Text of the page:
Archive for the ‘Guest Post’ Category

Hi, my name is Uma Vullaganti and I have been a renal socialworker since September 1997. I fell into this field because I needed a local placement for my internship. I had no idea what dialysis was, prior to this placement. And now I can say it is my true calling. I cannot imagine doing anything else. I have 2 bachelors degrees, Psychology and Socialwork, and a masters in Socialwork from University of Alabama. A renal socialworker’s job is very unique in that we deal with chronic situation. Our patients do not come and go. They are with us for the rest of their lives, dialyzing in our clinics 3 days a week, until transplanted. This creates a unique situation for a certain level of bonding. This is true for all disciplines. It is going to be difficult to pinpoint a renal socialworker’s job description, because we are seen as “problem solvers” “travel agents” “insurance agents” “listeners” and a “catch all”. One of things I focus on is the “New patient”. So for this blog, here is a peek into their world…The New Patient

Advocating for the New Patient

When we have a new patient start with us, one of the first things we tell them is that they are not alone, that their care will be followed by a “team”. This considerably reduces their anxiety when they know that they will be cared for by the MD(doctor) CRNP(nurse practitioner), RN ( registered nurse), Tech (patient care technician), RD (registered dietitian and SW ( social worker).

For the new patients, the first 90 days and sometimes beyond, of initiating dialysis can be a period of intense anxiety and vulnerability. Many of our patients have minimal knowledge of End Stage Renal Disease (ESRD) and are confused about the treatment regimen and expectations. Time is spent to build trust and gain their confidence. We are sensitive to the new patient’s needs, communicating with them as we focus on reassuring their fears.  We do this by tending to their needs, however simple. Many face a dramatic change in their lifestyle as they prepare themselves for the dialysis routine. There are several issues they may have to face, such as the possibility of leaving their jobs, thereby losing their livelihood, applying for retirement benefits or disability benefits, dealing with insurance coverage, prescription coverage, trying to meet expenses of daily living with limited income, reduced ability to care for self, unable to perform activities of daily living, etc. The renal social worker addresses all of those.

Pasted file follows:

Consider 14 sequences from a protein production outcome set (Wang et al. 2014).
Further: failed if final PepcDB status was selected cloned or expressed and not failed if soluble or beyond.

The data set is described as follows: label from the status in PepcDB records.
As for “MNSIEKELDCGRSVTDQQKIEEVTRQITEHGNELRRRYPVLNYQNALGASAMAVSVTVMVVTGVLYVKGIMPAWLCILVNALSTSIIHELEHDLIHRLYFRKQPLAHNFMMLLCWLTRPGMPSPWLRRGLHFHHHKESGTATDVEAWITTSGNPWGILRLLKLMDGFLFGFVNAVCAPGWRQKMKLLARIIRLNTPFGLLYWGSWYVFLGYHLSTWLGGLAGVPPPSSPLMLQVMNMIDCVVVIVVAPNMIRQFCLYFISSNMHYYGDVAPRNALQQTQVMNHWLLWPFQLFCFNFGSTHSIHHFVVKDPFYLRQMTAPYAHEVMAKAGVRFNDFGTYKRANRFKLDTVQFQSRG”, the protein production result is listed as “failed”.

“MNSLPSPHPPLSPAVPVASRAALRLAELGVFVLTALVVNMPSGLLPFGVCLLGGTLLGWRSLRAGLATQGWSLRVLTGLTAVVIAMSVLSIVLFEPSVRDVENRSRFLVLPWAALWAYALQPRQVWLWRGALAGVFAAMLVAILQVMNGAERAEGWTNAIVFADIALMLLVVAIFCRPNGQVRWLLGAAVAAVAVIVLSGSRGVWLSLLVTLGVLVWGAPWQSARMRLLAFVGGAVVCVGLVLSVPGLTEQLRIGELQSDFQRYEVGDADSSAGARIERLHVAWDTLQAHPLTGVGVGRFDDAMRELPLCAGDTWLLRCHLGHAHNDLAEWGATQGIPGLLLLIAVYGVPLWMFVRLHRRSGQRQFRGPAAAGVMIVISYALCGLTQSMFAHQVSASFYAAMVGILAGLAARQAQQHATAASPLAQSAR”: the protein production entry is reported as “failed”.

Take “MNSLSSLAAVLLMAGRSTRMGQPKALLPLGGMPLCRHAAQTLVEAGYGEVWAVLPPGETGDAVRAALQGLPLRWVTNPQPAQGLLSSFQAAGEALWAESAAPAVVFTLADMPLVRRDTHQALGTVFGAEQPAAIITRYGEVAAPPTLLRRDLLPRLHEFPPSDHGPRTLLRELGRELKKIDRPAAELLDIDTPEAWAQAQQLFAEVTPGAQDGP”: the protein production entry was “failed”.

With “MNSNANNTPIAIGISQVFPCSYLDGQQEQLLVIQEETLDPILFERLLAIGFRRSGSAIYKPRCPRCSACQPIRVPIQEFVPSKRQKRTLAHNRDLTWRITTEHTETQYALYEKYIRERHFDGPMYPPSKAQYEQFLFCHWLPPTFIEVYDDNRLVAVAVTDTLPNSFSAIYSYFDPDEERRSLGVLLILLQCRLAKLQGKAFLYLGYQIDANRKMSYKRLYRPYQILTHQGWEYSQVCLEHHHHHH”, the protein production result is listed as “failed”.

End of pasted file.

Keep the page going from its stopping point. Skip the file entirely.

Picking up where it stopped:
It is not an easy transition from life before dialysis to life after dialysis. More later…..


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A Dietitian’s World

Well this is not Jennifer or Jason blogging today.  This is Jennifer’s sister, Stephanie Gossett writing for the blog today.  I am a renal dietitian and have worked in dialysis for the past 12 years.  I received my undergraduate degree in Dietetics from Jacksonville State University and my Masters in Human Nutrition from the University of Alabama.  While completing my graduate program, Jennifer had to begin dialysis for a second time.  After graduating, I felt a strong pull to work in dialysis to help these patients. There are many aspects to dialysis that the general population has no comprehension of.  Besides the doctor, there are nurse practitioners, nurses, patient technicians, water treatment technicians, social workers, and dietitians who work together to make life “as normal as possible” for the patients. Most people ask me, “Why in the world does a dialysis patient need a dietitian?”  Well, I am about to tell you.